15 of 19 people found the following review helpful
Excellent reissue of League#1 debut plus...,
This review is from: Reproduction (Audio CD)
Reproduction remains a powerful debut, maybe not as potent as the follow-ups Travelogue (1980) or Dare! (1981), but with the eight bonus tracks it remains a classic collection of early electronica. Human League#1 came out of the same Sheffield electronic movement as Cabaret Voltaire- a band they would have much in common with in their early incarnation (for the roots see The Golden Hour of the Future)Listening to Reproduction now it's surprising how much HL#1 have in common with other proto-electronic/post-punk bands of their era, notably CV, OMD, Simple Minds, Suicide & Throbbing Gristle. Perhaps it was the aftereffect of the Winter of Discontent, or maybe it was the zeitgeist of genocide & war- but Reproduction fits well with the rise of Cold War paranoia: the League at one with their grim surroundings, reminding you of Pere Ubu when they recorded The Modern Dance. Here they were then cutting edge- much further ahead than Joy Division were & preceding acts such as Depeche Mode & Soft Cell. A very pure electronic sound is heard thoughout- from single Circus of Death (two versions) to the po-faced take on You've Lost That Loving Feeling (which recalls the Future cover versions)- this is like a whole album of Warm Leatherettes! Perhaps it was the curious haircut, too much Kafka, but Reproduction remains kind of heavy- the ideal music to read JG Ballard to! (Ballard's so-called 'urban disaster' trilogy being the ideal reading matter: Crash, Concrete Island & High Rise)
Blind Youth as 1980's Life Kills show how indebted early Soft Cell were to the League & has the amusing line "dehumanisation is a big word/it's been around since Richard the third!" The best track from Reproduction remains single Empire State Human (which they memorably performed on the Whistle Test)- a kind of Nietszhean ambition thing that precedes (or predicts?) Madonna (we also get Empire's b-side Introducing...which is as good as anything from the second side of Low) The Dignity of Labour (Parts 1 to 4) remains interesting & can easily be traced in a forward movement to many electronic artists since (...the usual suspects I expect) Flexi Disc remains another post-modern joke, which is nice...Finally we get the Fast-versions of Being Boiled & Circus of Death- which are superior to later takes; this is the same Being Boiled that Midge Ure's Fade to Grey would remain rather indebted to & the same one recently sampled on Liberty/Richard-X's Being Nobody. Its theme of sericulture remains a curious choice in those bleak times- but bless Phil Oakey anyway! Like Eno's synths of Virginia Plain, the electronic sounds here still sound like something from the future, rather than the lazy-assed nostalgia routinly applied to the 80s.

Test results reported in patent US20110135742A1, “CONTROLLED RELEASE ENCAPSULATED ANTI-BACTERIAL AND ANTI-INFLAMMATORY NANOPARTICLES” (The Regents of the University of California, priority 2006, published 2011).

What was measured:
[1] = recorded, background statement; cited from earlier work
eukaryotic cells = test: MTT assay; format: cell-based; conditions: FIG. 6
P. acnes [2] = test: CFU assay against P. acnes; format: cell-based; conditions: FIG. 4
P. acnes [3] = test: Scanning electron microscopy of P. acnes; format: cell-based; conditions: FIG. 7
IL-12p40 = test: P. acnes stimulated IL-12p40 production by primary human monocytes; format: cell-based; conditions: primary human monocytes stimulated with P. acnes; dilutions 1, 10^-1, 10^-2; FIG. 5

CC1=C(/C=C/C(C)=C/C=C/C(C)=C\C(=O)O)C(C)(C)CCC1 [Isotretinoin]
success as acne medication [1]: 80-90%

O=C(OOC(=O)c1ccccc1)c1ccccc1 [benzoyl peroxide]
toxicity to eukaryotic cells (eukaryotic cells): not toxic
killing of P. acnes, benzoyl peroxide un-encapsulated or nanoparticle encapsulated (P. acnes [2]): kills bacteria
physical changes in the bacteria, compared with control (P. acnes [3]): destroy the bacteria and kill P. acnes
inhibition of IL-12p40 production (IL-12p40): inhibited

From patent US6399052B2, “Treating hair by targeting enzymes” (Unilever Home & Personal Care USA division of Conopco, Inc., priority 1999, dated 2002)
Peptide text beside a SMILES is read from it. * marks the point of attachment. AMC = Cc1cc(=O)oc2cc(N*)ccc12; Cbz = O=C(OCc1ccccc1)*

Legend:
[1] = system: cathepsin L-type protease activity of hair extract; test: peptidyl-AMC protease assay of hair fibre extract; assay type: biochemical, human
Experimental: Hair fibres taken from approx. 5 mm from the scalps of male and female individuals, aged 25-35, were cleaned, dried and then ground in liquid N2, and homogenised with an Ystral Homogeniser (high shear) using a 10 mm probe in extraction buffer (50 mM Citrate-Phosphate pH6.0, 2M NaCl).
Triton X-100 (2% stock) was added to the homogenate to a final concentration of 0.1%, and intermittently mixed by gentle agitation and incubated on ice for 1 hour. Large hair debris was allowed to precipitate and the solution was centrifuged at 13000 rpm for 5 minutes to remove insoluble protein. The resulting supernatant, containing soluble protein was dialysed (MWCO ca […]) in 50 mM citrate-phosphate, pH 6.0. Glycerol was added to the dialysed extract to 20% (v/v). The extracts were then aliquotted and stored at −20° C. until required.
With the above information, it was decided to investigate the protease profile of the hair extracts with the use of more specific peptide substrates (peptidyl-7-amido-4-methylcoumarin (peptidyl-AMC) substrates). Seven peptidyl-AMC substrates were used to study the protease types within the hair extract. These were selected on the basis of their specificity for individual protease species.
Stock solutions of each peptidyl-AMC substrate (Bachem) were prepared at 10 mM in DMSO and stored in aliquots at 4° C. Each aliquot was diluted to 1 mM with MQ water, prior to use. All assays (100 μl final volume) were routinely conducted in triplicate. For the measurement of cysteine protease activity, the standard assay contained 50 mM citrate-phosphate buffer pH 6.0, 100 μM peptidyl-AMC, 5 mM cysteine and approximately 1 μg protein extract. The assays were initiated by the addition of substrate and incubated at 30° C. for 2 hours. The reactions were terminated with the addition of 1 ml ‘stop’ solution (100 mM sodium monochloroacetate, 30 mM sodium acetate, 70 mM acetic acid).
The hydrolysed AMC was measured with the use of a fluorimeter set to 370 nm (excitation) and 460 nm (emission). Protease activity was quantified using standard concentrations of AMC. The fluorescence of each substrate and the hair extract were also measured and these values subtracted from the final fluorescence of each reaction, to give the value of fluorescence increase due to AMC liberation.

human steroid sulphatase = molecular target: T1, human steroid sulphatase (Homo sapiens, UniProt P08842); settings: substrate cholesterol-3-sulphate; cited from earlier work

Reproduction remains an album worth tracking down for anyone who has a passing interest in electronic music- though it's hard to reconcile the band here with the bland material they would put out a few years later (eg Mirror Man, Sunset Now!) But that's a different story I suppose...The bonus tracks make this a worthy purchase, as The Golden Hour of the Future- though the true classic albums (Travelogue,Dare& Penthouse & Pavement) would still follow. Pity it would influence kack like electroclash (that's soooooo 2001!)- as like albums such as Empires&Dance, Fourth Drawer Down & Replicas, there is much more interesting music here than a vague blend of goth & romo would suggest!